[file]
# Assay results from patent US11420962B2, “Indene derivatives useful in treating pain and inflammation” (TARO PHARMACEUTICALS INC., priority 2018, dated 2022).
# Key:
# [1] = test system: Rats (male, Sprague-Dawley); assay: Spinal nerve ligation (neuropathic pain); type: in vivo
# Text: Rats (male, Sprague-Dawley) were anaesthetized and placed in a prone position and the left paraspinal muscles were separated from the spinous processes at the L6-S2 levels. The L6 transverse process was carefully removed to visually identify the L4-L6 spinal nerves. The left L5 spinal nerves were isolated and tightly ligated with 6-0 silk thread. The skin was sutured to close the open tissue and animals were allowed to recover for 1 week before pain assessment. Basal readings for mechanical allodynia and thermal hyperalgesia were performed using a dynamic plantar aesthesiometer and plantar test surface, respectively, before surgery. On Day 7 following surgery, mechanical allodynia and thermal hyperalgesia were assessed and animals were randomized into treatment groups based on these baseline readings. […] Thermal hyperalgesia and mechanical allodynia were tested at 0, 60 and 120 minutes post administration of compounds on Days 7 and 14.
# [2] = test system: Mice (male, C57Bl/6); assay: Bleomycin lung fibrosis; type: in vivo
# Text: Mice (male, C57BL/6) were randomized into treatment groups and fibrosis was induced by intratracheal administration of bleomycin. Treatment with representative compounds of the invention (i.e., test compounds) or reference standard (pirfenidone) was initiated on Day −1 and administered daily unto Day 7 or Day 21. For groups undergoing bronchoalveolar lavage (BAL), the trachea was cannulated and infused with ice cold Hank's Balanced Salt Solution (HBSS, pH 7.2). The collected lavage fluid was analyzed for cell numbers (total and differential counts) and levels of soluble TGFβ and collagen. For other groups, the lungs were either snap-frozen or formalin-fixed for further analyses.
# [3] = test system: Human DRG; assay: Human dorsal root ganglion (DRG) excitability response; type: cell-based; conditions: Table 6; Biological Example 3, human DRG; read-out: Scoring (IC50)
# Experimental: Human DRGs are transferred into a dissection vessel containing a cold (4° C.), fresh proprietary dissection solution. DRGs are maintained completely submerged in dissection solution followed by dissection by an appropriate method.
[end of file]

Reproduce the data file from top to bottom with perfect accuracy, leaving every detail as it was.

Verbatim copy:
# Assay results from patent US11420962B2, “Indene derivatives useful in treating pain and inflammation” (TARO PHARMACEUTICALS INC., priority 2018, dated 2022).
# Key:
# [1] = test system: Rats (male, Sprague-Dawley); assay: Spinal nerve ligation (neuropathic pain); type: in vivo
# Text: Rats (male, Sprague-Dawley) were anaesthetized and placed in a prone position and the left paraspinal muscles were separated from the spinous processes at the L6-S2 levels. The L6 transverse process was carefully removed to visually identify the L4-L6 spinal nerves. The left L5 spinal nerves were isolated and tightly ligated with 6-0 silk thread. The skin was sutured to close the open tissue and animals were allowed to recover for 1 week before pain assessment. Basal readings for mechanical allodynia and thermal hyperalgesia were performed using a dynamic plantar aesthesiometer and plantar test surface, respectively, before surgery. On Day 7 following surgery, mechanical allodynia and thermal hyperalgesia were assessed and animals were randomized into treatment groups based on these baseline readings. […] Thermal hyperalgesia and mechanical allodynia were tested at 0, 60 and 120 minutes post administration of compounds on Days 7 and 14.
# [2] = test system: Mice (male, C57Bl/6); assay: Bleomycin lung fibrosis; type: in vivo
# Text: Mice (male, C57BL/6) were randomized into treatment groups and fibrosis was induced by intratracheal administration of bleomycin. Treatment with representative compounds of the invention (i.e., test compounds) or reference standard (pirfenidone) was initiated on Day −1 and administered daily unto Day 7 or Day 21. For groups undergoing bronchoalveolar lavage (BAL), the trachea was cannulated and infused with ice cold Hank's Balanced Salt Solution (HBSS, pH 7.2). The collected lavage fluid was analyzed for cell numbers (total and differential counts) and levels of soluble TGFβ and collagen. For other groups, the lungs were either snap-frozen or formalin-fixed for further analyses.
# [3] = test system: Human DRG; assay: Human dorsal root ganglion (DRG) excitability response; type: cell-based; conditions: Table 6; Biological Example 3, human DRG; read-out: Scoring (IC50)
# Experimental: Human DRGs are transferred into a dissection vessel containing a cold (4° C.), fresh proprietary dissection solution. DRGs are maintained completely submerged in dissection solution followed by dissection by an appropriate method.